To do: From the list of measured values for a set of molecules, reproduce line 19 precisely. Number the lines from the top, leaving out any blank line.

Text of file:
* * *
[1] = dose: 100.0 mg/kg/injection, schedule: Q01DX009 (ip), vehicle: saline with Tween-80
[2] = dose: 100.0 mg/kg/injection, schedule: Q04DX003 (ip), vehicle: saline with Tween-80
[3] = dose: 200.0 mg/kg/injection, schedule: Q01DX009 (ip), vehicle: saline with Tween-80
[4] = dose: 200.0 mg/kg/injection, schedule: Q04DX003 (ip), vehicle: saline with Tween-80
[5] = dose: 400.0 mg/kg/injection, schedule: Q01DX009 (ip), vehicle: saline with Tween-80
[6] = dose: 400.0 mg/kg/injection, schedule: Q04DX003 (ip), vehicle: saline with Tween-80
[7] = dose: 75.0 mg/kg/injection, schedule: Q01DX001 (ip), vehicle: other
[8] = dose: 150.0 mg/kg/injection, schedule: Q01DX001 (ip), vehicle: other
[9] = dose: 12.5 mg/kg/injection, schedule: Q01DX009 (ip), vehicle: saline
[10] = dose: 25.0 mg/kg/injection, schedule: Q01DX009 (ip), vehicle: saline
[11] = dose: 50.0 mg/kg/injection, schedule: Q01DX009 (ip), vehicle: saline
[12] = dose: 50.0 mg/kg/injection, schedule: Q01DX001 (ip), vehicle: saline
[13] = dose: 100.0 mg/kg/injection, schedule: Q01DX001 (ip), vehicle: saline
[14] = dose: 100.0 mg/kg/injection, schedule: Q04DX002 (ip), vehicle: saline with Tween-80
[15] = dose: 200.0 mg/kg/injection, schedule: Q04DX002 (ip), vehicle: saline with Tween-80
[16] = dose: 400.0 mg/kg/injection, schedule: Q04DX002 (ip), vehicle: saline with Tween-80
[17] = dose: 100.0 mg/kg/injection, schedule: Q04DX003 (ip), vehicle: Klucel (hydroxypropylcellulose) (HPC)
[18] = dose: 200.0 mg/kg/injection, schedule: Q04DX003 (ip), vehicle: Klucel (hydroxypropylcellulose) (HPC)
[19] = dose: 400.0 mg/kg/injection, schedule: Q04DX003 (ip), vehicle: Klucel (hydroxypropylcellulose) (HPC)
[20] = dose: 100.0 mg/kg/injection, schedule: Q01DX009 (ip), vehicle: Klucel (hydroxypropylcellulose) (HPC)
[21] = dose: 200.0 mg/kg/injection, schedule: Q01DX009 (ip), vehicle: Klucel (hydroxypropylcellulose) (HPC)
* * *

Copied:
[19] = dose: 400.0 mg/kg/injection, schedule: Q04DX003 (ip), vehicle: Klucel (hydroxypropylcellulose) (HPC)